Since Polymyalgia Rheumatica is an acute inflammation, it can be managed by the use of steroid drugs. However, excess use of these drugs may result in various side effects. These side effects include diabetes, weight gain, glaucoma, and osteoporosis. Non-steroid anti-inflammatory drugs (NSAIDs) can also be used to control the resulting pain however they too can lead to digestive problems, nausea as well as stomach bleeding. The most appropriate method of managing this condition is by ensuring that the body produces an adequate amount of steroids (Dejaco, C; Singh, 2015, p1799-1807). This can be achieved through reduced intake of sugar and caffeine. Reduction of stressor would reduce the secretion of steroid hormones. Food and herbal remedies are also useful in managing this condition. For instance, the use of essential fatty acids like Omega-3 could reduce inflammation decrease pain and increase the mobility of affected of the affected individual. Bromelain (an enzyme that is obtained from pineapple plant) helps to reduce the inflammation, associated with this condition (Dasgupta, 2010, p.270-274). The case study indicated that the concerned individual should be advised lifestyle and dietary interventions for reducing the risk of Polymyalgia Rheumatic.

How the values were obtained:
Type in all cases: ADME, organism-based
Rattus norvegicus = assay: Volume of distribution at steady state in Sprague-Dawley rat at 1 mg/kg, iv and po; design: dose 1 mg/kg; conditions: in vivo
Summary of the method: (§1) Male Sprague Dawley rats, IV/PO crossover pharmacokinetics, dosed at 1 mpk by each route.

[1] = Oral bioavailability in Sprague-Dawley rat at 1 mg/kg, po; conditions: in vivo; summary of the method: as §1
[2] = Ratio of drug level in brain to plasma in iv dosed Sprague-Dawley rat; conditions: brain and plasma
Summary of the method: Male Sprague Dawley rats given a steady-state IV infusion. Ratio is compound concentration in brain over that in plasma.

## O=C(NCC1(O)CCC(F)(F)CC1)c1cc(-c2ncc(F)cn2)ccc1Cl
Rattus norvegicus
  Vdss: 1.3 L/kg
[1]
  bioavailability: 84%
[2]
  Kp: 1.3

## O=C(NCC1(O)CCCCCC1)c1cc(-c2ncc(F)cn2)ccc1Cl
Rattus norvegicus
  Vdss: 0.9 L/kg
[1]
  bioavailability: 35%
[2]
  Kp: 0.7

Conclusion
The appraisal of the given case study indicated that osteopathic medicine could be useful in managing the symptoms of the concerned individual. The therapeutic approach should pivot around lifestyle interventions and administration of minimal intervention measures for maintaining the patency of nerves and blood vessels. Such interventions would reduce the risk of compression radiculopathy and reduce the prevalence of pain. The condition of the patient implicated the principle of osteopathic medicine. The specialty assesses the clinical issues on a holistic ground. It contends that the physical and psychological domains are interrelated for the manifestation of the disease. The specialty also contends that any organic disease is manifested due to underlying structural abnormality. The cervical spondylosis was partially responsible for the thoracic outlet syndrome and suspected polymyalgia rheumatic. All the three conditions could be considered as work-related musculoskeletal disorders (WMSDs) and primarily originated due to poor posture. The risk factors either predisposed or alleviated the prevalence of WMSDs. On the other hand, stress and depression are predisposing risk factors for these WMSDs. The conditions originated due to structure-function correlation of the different tissues that were impacted. The management of the patient should be holistic from the perspective of osteopathic medicine. The focus of management should pivot around alleviation of neuropathy, myopathy, and psychopathy.